Kilimanjaro adventure - Part 1

It’s a strange feeling sitting in the shadow of the tallest object on a continent – yet not being able to see it!

It was the day before the start of the climb and we were in the hotel just killing time when we started to wonder why, after two days in the country we still had yet to catch even a glimpse of the mountain. The local staff had advised us that the mountain was visible only in the early morning or late evening when the clouds shifted but still…at 5,895m we should be able to see something?!

Earlier in the day whilst at Moshi and at the school we had snatched a glimpse of the rising landscape that would form the base but in my own minds eye I had thought that we would see the mountain in all its glory. When you type Kilimanjaro into Google images you see the iconic mountain and maybe the odd giraffe or elephant but here we saw nothing.  

It was maybe an hour or so before dinner when we heard excited shouts over by the gate.  The clouds had lifted; you could see the mountain. We all rushed, camera’s in hand to the gate and there it was. The peak was clearly visible and appeared to be floating in space, it was massive - there and then the enormity of the forthcoming challenge hit us. Holy cow!  

After dinner we had a chance to meet our guides, Bruce in charge had Ringo and Seba where they offered advice and warned us that the biggest challenge would be dealing with the altitude. This we knew and was the one overriding fear that we had for completing the challenge. Kertrina and I had made a pact that if either of us suffered so much that we had to be brought down, the other would continue to the top. Whilst at dinner we meet a solitary young lad who had been brought back after day 2 with altitude sickness, his girlfriend was still on the mountain and he looked a little like a spare part…just waiting.  

Sleep wasn’t easy that night as I played through in my mind what we needed and what we could leave behind. With a day sack each for the daily essentials, all remaining equipment for the seven days on the mountain had to stay with the single large Bergen that would be carried by the porters as part of the camp equipment. With a weight limit of 15kg we needed to make sacrifices.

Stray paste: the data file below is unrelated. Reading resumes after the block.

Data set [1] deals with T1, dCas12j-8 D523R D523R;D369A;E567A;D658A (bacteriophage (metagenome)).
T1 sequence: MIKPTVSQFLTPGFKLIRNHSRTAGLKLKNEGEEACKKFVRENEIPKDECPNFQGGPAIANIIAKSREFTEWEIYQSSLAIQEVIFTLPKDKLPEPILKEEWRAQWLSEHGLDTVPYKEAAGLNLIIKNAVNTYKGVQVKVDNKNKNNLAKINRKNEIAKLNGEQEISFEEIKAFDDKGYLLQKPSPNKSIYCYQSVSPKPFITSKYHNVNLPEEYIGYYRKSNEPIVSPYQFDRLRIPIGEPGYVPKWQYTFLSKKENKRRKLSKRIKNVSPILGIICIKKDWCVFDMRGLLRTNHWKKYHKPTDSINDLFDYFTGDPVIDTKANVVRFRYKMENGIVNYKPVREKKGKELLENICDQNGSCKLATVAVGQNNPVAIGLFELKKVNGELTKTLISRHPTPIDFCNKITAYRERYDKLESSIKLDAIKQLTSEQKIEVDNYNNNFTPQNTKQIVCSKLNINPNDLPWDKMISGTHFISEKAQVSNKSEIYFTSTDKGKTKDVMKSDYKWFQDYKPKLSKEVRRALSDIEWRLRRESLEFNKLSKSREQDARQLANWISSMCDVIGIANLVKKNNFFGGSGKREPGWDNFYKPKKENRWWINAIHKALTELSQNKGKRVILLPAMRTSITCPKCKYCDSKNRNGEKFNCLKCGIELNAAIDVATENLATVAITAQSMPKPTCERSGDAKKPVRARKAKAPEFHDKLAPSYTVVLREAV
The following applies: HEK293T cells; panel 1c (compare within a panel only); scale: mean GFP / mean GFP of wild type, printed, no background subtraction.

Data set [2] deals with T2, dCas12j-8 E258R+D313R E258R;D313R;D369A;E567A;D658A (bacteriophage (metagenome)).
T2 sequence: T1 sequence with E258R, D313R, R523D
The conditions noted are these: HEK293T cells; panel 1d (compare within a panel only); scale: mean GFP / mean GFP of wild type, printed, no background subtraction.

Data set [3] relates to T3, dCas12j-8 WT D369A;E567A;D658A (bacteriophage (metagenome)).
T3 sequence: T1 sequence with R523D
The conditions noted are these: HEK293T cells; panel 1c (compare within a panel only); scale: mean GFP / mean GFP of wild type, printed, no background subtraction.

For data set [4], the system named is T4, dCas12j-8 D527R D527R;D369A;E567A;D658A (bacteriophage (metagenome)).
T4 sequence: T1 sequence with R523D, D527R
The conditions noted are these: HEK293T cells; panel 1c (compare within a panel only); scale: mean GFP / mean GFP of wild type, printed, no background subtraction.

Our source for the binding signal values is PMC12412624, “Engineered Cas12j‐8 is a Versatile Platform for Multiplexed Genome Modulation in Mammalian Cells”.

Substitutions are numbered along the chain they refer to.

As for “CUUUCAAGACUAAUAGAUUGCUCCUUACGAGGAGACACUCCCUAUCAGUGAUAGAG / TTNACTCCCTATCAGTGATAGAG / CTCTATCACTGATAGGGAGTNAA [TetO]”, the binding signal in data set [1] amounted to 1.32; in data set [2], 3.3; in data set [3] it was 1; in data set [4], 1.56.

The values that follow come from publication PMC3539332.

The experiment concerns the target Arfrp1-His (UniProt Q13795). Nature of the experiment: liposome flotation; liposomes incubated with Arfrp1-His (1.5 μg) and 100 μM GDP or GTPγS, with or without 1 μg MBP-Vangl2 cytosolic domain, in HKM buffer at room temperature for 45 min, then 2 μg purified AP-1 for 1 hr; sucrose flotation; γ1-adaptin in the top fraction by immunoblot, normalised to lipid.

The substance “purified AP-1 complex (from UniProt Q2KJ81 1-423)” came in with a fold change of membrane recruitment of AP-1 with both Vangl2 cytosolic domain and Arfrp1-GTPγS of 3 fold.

We all gathered after breakfast, boarded the minibus and headed off to the start point – Machame Gate. En-route we met another of the guides, Innocent who split his time between working as a guide on the mountain and working the land in the foothills.  Incredibly well versed and knowledgeable about the flora and fauna he proceeded to explain everything we could see as we drove along the route.  

We arrived at the gate, and to put it in perspective our elevation at this point was already at 1,800m (Ben Nevis sits proudly at 1,345m). We signed in, gathered ourselves and set off through the forest behind Ringo. Spirits were high and we saw for the first time the porters in action. Carting not only our kit but also the camp equipment, tents and food.  

Day one had us cover around 12km to the first camp – Machame Hut which saw us climb from 1,800m to 2,900m to the very edge of the forest. Taking things slowly we arrived at camp around 6 hours later and came face to face with the tents and more importantly, the toilet arrangements!  

High carb meals were the order of the day, pasta and rice being a favourite of our chef and in the morning – porridge followed by eggs and sausage. Now when we say porridge, this isn’t the concoction you pick up in the local supermarket, this is a strange brown liquid which has very much an acquired taste. Bit like a cross between soup, coffee and…well, let’s leave it that really but if it would help me up that mountain I’m all for it!  

The second day’s climb took us through the clouds and what an impressive sight it was looking down on the world from our lofty position. Now out of the forest we were in a scrubland and with the searing sun, the application of lotion and a good hat became incredibly important. Starting at 2,900m we trekked for around 7km taking us up to 3,850m by the time we reached our second camp – Shira. The climb was a little more severe here and the toll could be felt by the group in some areas, we were in desperate need of the break when we fell into camp 5 hours later.  

Shira camp, by comparison was roomy compared to Machame Hut. Located on a large plain we noted a rudimentary helipad nearby for emergencies. With some time at the end of the day before sunset, one of the guides led us to see the local Shira caves before a short climb where we found a great view of the mountain.  

Back in camp just in time to witness one of the most spectacular sunsets ever as the sun dipped behind the distant peaks towards Mount Mura, she kept Kilimanjaro peak (Uhuru) illuminated right to the very end. Up on the mountain the temperature dips incredibly quickly and as the sun disappeared the shivering started but then when you look up – wow.  With zero light pollution you could see nothing but stars, constellations, everything. If it wasn’t so cold, you could spend all night just staring upwards.  

The next day though was to mark the start of our height acclimatisation with a trip to Lava Tower (4,590m), we needed to rest and prepare so head down time!  

Guest Blogger - Barry Jones

Leave a Reply

Receive the latest news about our wide range of treks & challenges

Sign up today and be the first to know...